Kettlebell swings are another exercise where it is worth focusing on perfecting tour form before increasing your weight, or you could do yourself a mischief. Maintaining optimal form will also target more muscle groups, including in your back, providing more spinal support and overall strength.
This super back exercise is also great for smashing calories, and is well worth adding to your HIIT or interval regimes; just watch the fat melt away.
The basic steps for performing a kettlebell swing is as follows:
- Stand tall and grip the kettlebell with both hands.
- Keep your arms long and loose while squeezing your shoulder blades and core muscles throughout the repetitions.
- With soft knees, shift your weight onto your heels, and bend your knees slightly, lowering your posterior toward the space behind you.
- Thrust forward, driving through your heels and explode through your hips, propelling the kettlebell forward and swinging up with your arms like a pendulum.
- After a slight pause, allow the kettlebell to descend without resistance, swinging it back between your legs, ready for the next rep.
Again, it is essential to get the form just right to optimize your results; seek advice if you are unsure.
Kettlebell swings engage all core muscles essential for spine support, like your abs, glutes, hips, mid-back, calves, shoulders and neck, as well as a range of other critical back support and stability muscles.
This is also a great exercise to loosen stiff lower back muscles and tight joints, increasing flexibility while building muscle.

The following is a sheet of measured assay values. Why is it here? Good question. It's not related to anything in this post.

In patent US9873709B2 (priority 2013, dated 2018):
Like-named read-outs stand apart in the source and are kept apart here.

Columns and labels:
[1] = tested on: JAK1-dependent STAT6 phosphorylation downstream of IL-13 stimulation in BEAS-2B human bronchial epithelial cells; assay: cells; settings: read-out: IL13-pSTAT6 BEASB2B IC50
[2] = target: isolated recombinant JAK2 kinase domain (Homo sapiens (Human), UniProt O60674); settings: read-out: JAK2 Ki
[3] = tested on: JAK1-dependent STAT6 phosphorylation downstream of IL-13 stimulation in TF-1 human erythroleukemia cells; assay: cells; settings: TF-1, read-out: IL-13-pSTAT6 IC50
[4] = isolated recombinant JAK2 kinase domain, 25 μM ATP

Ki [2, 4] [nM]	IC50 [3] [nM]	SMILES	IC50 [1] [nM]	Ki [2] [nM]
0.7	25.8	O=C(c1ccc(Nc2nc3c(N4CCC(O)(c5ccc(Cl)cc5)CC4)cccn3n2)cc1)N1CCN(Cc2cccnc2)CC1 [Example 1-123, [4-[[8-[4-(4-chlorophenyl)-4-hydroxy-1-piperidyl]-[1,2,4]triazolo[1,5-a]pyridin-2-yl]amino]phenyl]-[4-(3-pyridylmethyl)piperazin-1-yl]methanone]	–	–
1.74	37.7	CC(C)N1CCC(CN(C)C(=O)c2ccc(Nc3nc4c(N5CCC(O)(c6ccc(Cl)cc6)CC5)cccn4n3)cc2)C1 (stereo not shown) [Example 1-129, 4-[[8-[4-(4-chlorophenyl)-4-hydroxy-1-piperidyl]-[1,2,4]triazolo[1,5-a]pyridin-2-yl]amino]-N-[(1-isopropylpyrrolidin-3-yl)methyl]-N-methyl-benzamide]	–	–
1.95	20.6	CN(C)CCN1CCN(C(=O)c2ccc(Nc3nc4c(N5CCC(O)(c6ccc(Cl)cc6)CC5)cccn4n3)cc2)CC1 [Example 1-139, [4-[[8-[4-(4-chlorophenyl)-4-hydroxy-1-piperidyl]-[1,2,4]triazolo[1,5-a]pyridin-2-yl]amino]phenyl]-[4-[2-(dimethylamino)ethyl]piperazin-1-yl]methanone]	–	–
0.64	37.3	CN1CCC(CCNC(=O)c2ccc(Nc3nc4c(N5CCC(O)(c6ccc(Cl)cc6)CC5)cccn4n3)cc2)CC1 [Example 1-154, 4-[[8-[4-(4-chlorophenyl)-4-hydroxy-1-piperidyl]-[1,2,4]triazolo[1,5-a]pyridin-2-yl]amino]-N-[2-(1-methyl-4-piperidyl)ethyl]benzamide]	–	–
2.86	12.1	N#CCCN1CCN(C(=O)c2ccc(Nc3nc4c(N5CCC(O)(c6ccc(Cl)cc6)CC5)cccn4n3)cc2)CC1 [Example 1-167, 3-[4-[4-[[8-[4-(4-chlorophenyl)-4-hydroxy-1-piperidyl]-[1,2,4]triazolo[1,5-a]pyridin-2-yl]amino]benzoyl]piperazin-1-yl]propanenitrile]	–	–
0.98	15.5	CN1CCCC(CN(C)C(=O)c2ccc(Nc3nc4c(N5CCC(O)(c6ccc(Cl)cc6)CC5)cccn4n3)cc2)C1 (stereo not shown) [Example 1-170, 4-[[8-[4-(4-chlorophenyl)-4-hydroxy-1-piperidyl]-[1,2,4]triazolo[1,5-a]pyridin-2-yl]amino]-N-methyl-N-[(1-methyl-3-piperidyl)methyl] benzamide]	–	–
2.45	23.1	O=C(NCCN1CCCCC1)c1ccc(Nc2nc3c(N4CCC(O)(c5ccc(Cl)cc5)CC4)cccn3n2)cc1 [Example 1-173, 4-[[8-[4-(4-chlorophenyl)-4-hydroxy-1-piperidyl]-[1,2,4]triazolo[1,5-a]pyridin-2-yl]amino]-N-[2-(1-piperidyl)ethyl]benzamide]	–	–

So far, we have tackled back exercises from the bottom up, now let’s try from the top down! The pull up is one of the best all over back and body strength activities you can do, and the best part is the only equipment you need is your body and an overhead bar.
The basic movement of pulling your body weight up by your arms is a primal movement utilised by our primate ancestors; you were designed for this upper back exercise!
There are many pull up variations, like wide grip and close grip; however, a standard pull up is as follows:
- Stand under the chin-up bar, and grab the bar overhand with hands shoulder-width apart.
- With arms fully extended, keep your shoulders back, and engage your core muscles.
- Pull your bodyweight up until your chin is level with, or above the bar.
- Lower yourself slowly, until you return to your original position.
A good goal is to aim for 10-pullups. Don’t get discouraged; there are many ultra-fit people out there who struggle with one. Take it slow, with proper form and consistency you will see significant progress in just a few weeks.
The humble but challenging pull up engages a wide variety of core, muscles, including the:
- External oblique and more
What a fantastic exercise! For more variations, simply look online or scour YouTube; the pull-up can be an art form all itself and is well worth mastering.
DISCLAIMER: Please ensure you consult your healthcare professional before undertaking any major alterations to your healthcare regime, especially if you suffer chronic pain, have sustained any significant injuries in the past, or have underlying health conditions such as heart disease or high blood pressure.
All exercises mentioned in this content are for informational purposes only. If you have any doubts about how to perform these exercises correctly, seek the advice and services of a health professional.
My Free Yoga holds no responsibility for any injuries or health issues sustained by any individual who attempts these exercises.
How many pull-ups can you do? Have you ever tried kettlebell swings? What is the most weight you have ever deadlifted? We wish you and your back the best of health.